Feb 17, 2006
    10,824
    london
    that really hit it home for me , when that started to happen to my mother .
     
  11. janices666

    janices666 Registered User

    Jun 23, 2006
    19
    Kent
    Dear Cris
    I do understand, Colin went threw the same think, asking for help and saying he was scared, sobbing his heart out, and really clinging on to me and not letting me go.
    It is very heart-breaking,i know, but Colin as never been aggressive, thank goodness.
    Take care, thinking of you.
    love Janice xxx
     
  12. Brucie

    Brucie Registered User

    Jan 31, 2004
    12,413
    near London
    Restaurants and cafes became real problems for us in Jan's later days when she was still with me.

    It started on a holiday in Crete. One evening she sat there looking at her dinner plate.

    I said "is it okay?" when she didn't start on it.

    She looked at me bleakly and said "I don't know which cutlery to use"

    These days I spoon her soft food diet into her mouth, but that first time was horrifying, because even at a late stage, one somehow doesn't realise truly how dementia afflicts all brain activities.

    Cafes were a different problem. By nature they are noisy, but normally we can focus on what someone at our table is saying, above the general babble.

    Latterly, Jan could not discriminate between noises. She would sit there, isolated from the world around her, because she could not pick out what I was saying. That is when we stopped going to cafes.

    I understand that this may be a little like the experience some people have with hearing aids. The aid magnifies ALL sound, not just that which the person wants to hear, so everything becomes a louder cacophony, and the aid actually cannot help.
     
  13. Grannie G

    Grannie G Volunteer Moderator

    Apr 3, 2006
    68,731
    Kent
    This is precisely my experience with hearing aids, even digital ones, and my in life.

    Any background noise is intrusive, I don`t go to the cinema or the theatre, as I don`t hear a word, but one to one is fine.

    And this is how I understand my husband`s blank expression in even a group of three. And this is why our social life has come to an end.
     
  14. Petrus

    Petrus Registered User

    Aug 7, 2007
    61
    Northumberland
    Blankness

    The blankness that I see with J. is just about the most frightening symptom she has currently - I think the worst is when I approach and she puts up her hands as though either defending herself or pushing me away.

    There are times during each day when her face goes almost frozen and the gaze is to the horizon. This happens whenever she drops out of what is going on. It is as though the brain has reached over-load and the defence mechanism is for the brain to shut down - for a few minutes or even up to an hour or more. The longer times tend to be after 16.00 - sun-downing, I presume.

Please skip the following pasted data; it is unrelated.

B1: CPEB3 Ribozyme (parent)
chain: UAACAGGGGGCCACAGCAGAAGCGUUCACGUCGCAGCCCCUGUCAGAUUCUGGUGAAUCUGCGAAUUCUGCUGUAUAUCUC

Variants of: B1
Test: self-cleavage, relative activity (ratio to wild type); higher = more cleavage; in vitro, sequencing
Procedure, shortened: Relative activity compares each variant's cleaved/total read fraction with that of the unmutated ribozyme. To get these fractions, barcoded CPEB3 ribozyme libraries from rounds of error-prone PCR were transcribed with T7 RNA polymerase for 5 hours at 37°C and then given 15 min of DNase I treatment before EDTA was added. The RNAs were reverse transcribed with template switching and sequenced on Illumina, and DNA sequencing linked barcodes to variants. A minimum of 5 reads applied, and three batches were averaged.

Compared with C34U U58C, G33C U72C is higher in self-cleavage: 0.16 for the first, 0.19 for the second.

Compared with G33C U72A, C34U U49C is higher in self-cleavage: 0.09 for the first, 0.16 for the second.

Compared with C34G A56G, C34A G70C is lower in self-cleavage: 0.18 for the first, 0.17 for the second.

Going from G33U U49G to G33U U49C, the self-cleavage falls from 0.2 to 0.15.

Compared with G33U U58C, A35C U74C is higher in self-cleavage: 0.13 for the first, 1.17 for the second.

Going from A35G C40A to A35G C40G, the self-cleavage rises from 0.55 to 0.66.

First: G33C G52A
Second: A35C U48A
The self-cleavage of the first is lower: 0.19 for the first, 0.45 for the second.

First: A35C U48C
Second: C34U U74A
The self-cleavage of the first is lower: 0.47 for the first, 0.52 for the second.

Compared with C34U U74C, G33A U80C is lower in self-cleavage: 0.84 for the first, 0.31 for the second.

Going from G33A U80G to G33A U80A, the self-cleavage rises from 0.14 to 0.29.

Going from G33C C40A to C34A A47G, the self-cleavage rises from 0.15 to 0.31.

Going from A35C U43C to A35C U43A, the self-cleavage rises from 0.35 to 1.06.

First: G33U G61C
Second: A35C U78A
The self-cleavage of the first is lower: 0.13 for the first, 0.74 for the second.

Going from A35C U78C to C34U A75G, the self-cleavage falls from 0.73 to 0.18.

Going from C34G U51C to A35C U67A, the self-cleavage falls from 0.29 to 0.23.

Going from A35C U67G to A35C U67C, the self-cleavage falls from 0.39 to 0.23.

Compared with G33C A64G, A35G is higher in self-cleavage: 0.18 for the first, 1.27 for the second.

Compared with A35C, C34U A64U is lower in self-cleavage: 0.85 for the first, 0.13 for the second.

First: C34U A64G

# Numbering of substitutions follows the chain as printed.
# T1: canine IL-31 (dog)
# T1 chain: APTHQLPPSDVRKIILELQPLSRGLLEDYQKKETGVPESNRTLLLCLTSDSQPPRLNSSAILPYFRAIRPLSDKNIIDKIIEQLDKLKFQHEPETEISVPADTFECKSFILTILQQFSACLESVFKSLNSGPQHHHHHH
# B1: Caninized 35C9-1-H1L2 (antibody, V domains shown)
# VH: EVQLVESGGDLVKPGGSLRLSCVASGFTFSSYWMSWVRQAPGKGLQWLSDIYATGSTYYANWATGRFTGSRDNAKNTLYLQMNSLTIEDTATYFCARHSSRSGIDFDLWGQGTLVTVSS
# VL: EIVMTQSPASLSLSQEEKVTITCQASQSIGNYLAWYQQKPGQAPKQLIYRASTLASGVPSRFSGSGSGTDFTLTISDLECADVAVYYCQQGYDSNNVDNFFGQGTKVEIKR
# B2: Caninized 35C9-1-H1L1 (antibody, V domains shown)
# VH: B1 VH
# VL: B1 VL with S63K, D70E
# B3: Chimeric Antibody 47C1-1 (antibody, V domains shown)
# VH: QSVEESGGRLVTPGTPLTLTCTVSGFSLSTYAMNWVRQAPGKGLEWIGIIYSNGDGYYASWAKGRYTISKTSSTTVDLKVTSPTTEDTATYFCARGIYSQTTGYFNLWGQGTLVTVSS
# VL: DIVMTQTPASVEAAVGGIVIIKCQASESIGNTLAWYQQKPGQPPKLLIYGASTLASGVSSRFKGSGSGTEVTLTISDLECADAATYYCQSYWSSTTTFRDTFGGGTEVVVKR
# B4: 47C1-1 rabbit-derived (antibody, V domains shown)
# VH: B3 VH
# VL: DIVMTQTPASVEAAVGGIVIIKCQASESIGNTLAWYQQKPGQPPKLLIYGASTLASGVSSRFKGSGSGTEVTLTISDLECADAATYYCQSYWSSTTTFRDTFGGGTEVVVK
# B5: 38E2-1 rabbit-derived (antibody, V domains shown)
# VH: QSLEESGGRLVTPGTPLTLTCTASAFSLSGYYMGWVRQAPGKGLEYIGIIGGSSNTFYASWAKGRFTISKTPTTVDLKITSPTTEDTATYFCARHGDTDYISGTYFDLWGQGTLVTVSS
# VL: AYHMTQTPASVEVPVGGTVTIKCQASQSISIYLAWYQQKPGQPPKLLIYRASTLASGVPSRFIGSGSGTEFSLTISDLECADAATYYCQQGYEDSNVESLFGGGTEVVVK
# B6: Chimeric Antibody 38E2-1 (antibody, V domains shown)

On one occasion (we were just finishing lunch with a friend at our local pub) her whole body shut down and she collapsed (repeatedly) like a rag doll. She remained concious throughout; after the fifth collapse within less than 10 minutes her whole body went into spasm. Once we got her home she slept for 17 hours, waking just once for less than an hour

    I presume that this frozen blankness is a stage on the pathway to loss of awareness (permanent, frozen blankness) and the self-defence or pushing away is a stage on the pathway to not knowing who I am - certainly the actions and, often, the fear in the eyes, speaks of a lack of certainty about who I am.
     
  15. Brucie

    Brucie Registered User

    Jan 31, 2004
    12,413
    near London
    this sounds a little like my Jan's episodes when she would just collapse. Sometimes that would happen as she was sleeping - her body would just sort of slump in the bed; it was most strange. One night it happened half a dozen times.

    Doctors have reckoned since that the episodes were fits or TIAs, while I always called them faints, as that is exactly how they presented, and there was no unconsciousness except for two occasions when I thought Jan was dead.

    Blankness is difficult to figure. My Jan is now registered blind, although her eyes are organically fine. The neural connections are simply blown away and she can't focus on things, or interpret what her eyes see. I don't know whether she sees just blackness, or whiteness, or things massively out of focus.

    We can only do our best to understand what is going on; it is heartbreaking, I know.
     
  16. cris

    cris Registered User

    Aug 23, 2006
    326
    Chelmsford
    Your point raised about conversation with 3 or more, reminds me that the other week Susan went out with the Respite helper, and they walked to the local pub, but it was full of ederly people, and susan didn't want to go in. The respite help said this to me, but we could not pin-point why, and I think it was not because they were ederly but because it was full and noisey.
    cris

    apoligise to the ederly, it is not aimed at them but on the crowd and noise